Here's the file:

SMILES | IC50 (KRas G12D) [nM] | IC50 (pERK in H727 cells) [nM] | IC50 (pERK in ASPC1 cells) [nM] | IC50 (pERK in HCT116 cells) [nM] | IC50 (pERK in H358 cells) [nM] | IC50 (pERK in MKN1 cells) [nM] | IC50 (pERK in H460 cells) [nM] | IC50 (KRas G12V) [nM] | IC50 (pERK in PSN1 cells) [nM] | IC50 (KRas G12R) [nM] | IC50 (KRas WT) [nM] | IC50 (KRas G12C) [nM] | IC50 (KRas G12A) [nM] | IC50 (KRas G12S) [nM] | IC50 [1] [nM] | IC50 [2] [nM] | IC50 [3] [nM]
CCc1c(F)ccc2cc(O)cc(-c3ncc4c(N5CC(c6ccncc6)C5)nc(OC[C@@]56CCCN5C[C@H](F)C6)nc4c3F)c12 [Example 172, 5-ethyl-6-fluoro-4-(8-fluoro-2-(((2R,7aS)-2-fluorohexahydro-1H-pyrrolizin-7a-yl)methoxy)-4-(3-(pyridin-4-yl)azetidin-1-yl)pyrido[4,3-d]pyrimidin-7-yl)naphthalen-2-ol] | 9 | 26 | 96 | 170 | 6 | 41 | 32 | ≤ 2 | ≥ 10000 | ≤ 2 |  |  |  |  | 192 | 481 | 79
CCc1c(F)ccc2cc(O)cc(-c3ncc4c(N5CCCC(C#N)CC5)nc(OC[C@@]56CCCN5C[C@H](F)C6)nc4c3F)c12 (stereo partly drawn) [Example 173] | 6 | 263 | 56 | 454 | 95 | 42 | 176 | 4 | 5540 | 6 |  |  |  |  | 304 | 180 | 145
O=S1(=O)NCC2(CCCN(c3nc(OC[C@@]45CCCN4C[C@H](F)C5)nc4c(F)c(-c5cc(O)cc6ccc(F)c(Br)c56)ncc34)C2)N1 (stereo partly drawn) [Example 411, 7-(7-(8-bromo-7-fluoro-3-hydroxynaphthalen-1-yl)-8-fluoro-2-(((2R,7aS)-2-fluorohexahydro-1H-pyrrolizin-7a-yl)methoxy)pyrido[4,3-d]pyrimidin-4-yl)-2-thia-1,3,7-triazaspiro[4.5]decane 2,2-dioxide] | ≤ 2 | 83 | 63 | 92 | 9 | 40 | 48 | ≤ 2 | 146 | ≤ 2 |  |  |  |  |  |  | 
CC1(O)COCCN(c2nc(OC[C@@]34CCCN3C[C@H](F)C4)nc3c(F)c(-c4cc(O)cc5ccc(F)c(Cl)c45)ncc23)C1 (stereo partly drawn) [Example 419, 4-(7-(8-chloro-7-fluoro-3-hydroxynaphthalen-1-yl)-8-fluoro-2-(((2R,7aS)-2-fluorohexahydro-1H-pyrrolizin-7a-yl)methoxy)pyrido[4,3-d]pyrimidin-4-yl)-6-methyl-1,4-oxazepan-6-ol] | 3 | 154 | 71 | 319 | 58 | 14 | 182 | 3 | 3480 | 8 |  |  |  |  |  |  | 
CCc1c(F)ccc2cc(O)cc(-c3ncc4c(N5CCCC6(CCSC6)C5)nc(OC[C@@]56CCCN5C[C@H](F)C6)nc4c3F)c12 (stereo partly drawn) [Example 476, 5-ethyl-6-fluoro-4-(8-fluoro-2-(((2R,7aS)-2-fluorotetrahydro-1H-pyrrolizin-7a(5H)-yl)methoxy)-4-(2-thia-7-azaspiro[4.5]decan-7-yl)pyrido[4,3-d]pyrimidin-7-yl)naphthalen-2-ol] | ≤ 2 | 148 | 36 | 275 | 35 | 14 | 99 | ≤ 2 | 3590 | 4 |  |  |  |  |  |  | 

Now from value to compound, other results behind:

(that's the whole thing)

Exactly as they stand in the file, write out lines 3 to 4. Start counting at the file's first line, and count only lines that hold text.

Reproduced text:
CCc1c(F)ccc2cc(O)cc(-c3ncc4c(N5CCCC(C#N)CC5)nc(OC[C@@]56CCCN5C[C@H](F)C6)nc4c3F)c12 (stereo partly drawn) [Example 173] | 6 | 263 | 56 | 454 | 95 | 42 | 176 | 4 | 5540 | 6 |  |  |  |  | 304 | 180 | 145
O=S1(=O)NCC2(CCCN(c3nc(OC[C@@]45CCCN4C[C@H](F)C5)nc4c(F)c(-c5cc(O)cc6ccc(F)c(Br)c56)ncc34)C2)N1 (stereo partly drawn) [Example 411, 7-(7-(8-bromo-7-fluoro-3-hydroxynaphthalen-1-yl)-8-fluoro-2-(((2R,7aS)-2-fluorohexahydro-1H-pyrrolizin-7a-yl)methoxy)pyrido[4,3-d]pyrimidin-4-yl)-2-thia-1,3,7-triazaspiro[4.5]decane 2,2-dioxide] | ≤ 2 | 83 | 63 | 92 | 9 | 40 | 48 | ≤ 2 | 146 | ≤ 2 |  |  |  |  |  |  | 